In re PersonalWeb Technologies LLC, Appeals Nos. 2021-1858, -1859, -1860 (Fed. Cir. Nov. 3, 2023)
In this appeal from the United States District Court for the Northern District of California, the question before the Federal Circuit was whether an award of approximately $5.1 million in attorneys’ fees under 35 U.S.C. § 285 was appropriate. The Federal Circuit affirmed the fee award, holding that the district court had not abused its discretion in finding the case exceptional or in calculating the total fees due.
This was the third appeal from multidistrict litigation involving PersonalWeb Technologies LLC (“PersonalWeb”). Litigation had commenced in 2011 when PersonalWeb sued Amazon.com, Inc. (“Amazon”) in the Eastern District of Texas for Amazon’s alleged infringement of certain patents (PersonalWeb’s “True Name Patents”). After claim construction, PersonalWeb dismissed its claims against Amazon with prejudice (the “Texas Action”). Then, in 2018, PersonalWeb brought claims against Amazon customers, again asserting the True Name Patents and alleging their use of an Amazon product, Amazon S3, infringed those patents. Amazon intervened and filed a motion for declaratory judgment barring PersonalWeb’s infringement actions against Amazon and its customers based on the Texas Action. The cases were consolidated. PersonalWeb counterclaimed against Amazon, alleging that two Amazon products infringed the True Name Patents: S3 and CloudFront. The district court granted partial summary judgment of non-infringement of the S3 product in favor of Amazon, which was affirmed by the Federal Circuit. Litigation continued with regard to CloudFront. Eventually, the district court granted summary judgment of non-infringement of the CloudFront product in favor of Amazon.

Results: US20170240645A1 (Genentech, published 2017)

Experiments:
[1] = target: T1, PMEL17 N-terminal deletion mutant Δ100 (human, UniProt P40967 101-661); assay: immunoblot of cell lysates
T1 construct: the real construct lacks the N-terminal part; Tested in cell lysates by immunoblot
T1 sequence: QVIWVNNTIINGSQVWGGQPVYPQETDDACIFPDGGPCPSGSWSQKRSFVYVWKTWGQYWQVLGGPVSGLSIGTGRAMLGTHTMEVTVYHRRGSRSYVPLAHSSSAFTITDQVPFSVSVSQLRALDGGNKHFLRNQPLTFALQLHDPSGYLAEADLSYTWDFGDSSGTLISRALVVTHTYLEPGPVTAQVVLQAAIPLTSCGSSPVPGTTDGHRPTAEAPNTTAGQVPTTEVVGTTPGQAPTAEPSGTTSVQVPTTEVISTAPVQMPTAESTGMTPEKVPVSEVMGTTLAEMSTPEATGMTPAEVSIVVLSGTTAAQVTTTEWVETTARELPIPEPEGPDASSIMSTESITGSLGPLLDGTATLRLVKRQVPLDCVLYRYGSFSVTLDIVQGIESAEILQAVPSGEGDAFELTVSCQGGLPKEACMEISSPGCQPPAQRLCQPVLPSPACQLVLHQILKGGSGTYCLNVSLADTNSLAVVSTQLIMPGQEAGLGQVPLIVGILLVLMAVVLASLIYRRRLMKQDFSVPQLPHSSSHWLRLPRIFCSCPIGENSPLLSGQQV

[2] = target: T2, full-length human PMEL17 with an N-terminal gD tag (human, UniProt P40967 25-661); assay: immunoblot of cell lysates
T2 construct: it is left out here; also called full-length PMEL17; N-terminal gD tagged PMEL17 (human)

Following the district court’s grant of summary judgment, Amazon moved for attorneys’ fees and costs, contending the case was exception. The district court agreed, finding: (1) PersonalWeb’s infringement claims related to Amazon S3 were objectively baseless and not reasonable in light of the Texas action; (2) PersonalWeb frequently changed its infringement positions; (3) PersonalWeb unnecessarily prolonged the litigation after claim construction foreclosed its infringement theories; (4) PersonalWeb’s conduct and positions regarding the customer cases were unreasonable; and (5) PersonalWeb submitted declarations that it should have known were not accurate. The district court calculated an award of attorneys’ fees and costs that totaled $5,401,625.06, of which $5,187,203.99 was attorneys’ fees.